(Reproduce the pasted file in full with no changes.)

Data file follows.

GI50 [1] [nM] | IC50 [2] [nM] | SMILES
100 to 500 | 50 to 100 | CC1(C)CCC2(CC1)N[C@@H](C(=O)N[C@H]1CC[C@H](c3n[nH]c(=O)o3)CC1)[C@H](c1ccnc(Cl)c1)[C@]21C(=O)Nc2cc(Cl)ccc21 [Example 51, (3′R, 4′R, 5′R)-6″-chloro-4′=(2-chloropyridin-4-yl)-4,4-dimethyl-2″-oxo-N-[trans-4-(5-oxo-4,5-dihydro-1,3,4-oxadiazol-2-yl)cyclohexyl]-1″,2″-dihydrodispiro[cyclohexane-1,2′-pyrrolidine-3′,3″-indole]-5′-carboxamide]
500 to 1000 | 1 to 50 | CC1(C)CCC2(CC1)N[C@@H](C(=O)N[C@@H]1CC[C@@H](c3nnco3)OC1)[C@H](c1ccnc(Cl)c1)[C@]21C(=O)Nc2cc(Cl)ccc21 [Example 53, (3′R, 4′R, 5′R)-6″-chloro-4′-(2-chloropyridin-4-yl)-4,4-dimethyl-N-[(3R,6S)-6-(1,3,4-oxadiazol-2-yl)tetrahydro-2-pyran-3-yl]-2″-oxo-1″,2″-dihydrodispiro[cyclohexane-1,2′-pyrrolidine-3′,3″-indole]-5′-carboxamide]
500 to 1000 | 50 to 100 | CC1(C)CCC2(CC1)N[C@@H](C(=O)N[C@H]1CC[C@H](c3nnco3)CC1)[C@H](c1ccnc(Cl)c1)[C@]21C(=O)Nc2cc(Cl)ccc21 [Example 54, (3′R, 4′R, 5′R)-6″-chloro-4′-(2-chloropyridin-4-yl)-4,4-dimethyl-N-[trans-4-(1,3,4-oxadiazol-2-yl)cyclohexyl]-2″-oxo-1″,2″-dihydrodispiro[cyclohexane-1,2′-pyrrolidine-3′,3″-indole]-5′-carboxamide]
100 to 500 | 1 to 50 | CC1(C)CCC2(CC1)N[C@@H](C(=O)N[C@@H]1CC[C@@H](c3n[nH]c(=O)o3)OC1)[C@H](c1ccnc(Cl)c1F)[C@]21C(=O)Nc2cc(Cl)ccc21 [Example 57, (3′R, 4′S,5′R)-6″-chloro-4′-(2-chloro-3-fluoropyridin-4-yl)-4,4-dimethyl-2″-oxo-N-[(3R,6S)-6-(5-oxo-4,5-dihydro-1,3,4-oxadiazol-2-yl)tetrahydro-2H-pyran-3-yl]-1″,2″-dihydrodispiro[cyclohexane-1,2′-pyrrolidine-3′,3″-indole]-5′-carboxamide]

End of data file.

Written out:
GI50 [1] [nM] | IC50 [2] [nM] | SMILES
100 to 500 | 50 to 100 | CC1(C)CCC2(CC1)N[C@@H](C(=O)N[C@H]1CC[C@H](c3n[nH]c(=O)o3)CC1)[C@H](c1ccnc(Cl)c1)[C@]21C(=O)Nc2cc(Cl)ccc21 [Example 51, (3′R, 4′R, 5′R)-6″-chloro-4′=(2-chloropyridin-4-yl)-4,4-dimethyl-2″-oxo-N-[trans-4-(5-oxo-4,5-dihydro-1,3,4-oxadiazol-2-yl)cyclohexyl]-1″,2″-dihydrodispiro[cyclohexane-1,2′-pyrrolidine-3′,3″-indole]-5′-carboxamide]
500 to 1000 | 1 to 50 | CC1(C)CCC2(CC1)N[C@@H](C(=O)N[C@@H]1CC[C@@H](c3nnco3)OC1)[C@H](c1ccnc(Cl)c1)[C@]21C(=O)Nc2cc(Cl)ccc21 [Example 53, (3′R, 4′R, 5′R)-6″-chloro-4′-(2-chloropyridin-4-yl)-4,4-dimethyl-N-[(3R,6S)-6-(1,3,4-oxadiazol-2-yl)tetrahydro-2-pyran-3-yl]-2″-oxo-1″,2″-dihydrodispiro[cyclohexane-1,2′-pyrrolidine-3′,3″-indole]-5′-carboxamide]
500 to 1000 | 50 to 100 | CC1(C)CCC2(CC1)N[C@@H](C(=O)N[C@H]1CC[C@H](c3nnco3)CC1)[C@H](c1ccnc(Cl)c1)[C@]21C(=O)Nc2cc(Cl)ccc21 [Example 54, (3′R, 4′R, 5′R)-6″-chloro-4′-(2-chloropyridin-4-yl)-4,4-dimethyl-N-[trans-4-(1,3,4-oxadiazol-2-yl)cyclohexyl]-2″-oxo-1″,2″-dihydrodispiro[cyclohexane-1,2′-pyrrolidine-3′,3″-indole]-5′-carboxamide]
100 to 500 | 1 to 50 | CC1(C)CCC2(CC1)N[C@@H](C(=O)N[C@@H]1CC[C@@H](c3n[nH]c(=O)o3)OC1)[C@H](c1ccnc(Cl)c1F)[C@]21C(=O)Nc2cc(Cl)ccc21 [Example 57, (3′R, 4′S,5′R)-6″-chloro-4′-(2-chloro-3-fluoropyridin-4-yl)-4,4-dimethyl-2″-oxo-N-[(3R,6S)-6-(5-oxo-4,5-dihydro-1,3,4-oxadiazol-2-yl)tetrahydro-2H-pyran-3-yl]-1″,2″-dihydrodispiro[cyclohexane-1,2′-pyrrolidine-3′,3″-indole]-5′-carboxamide]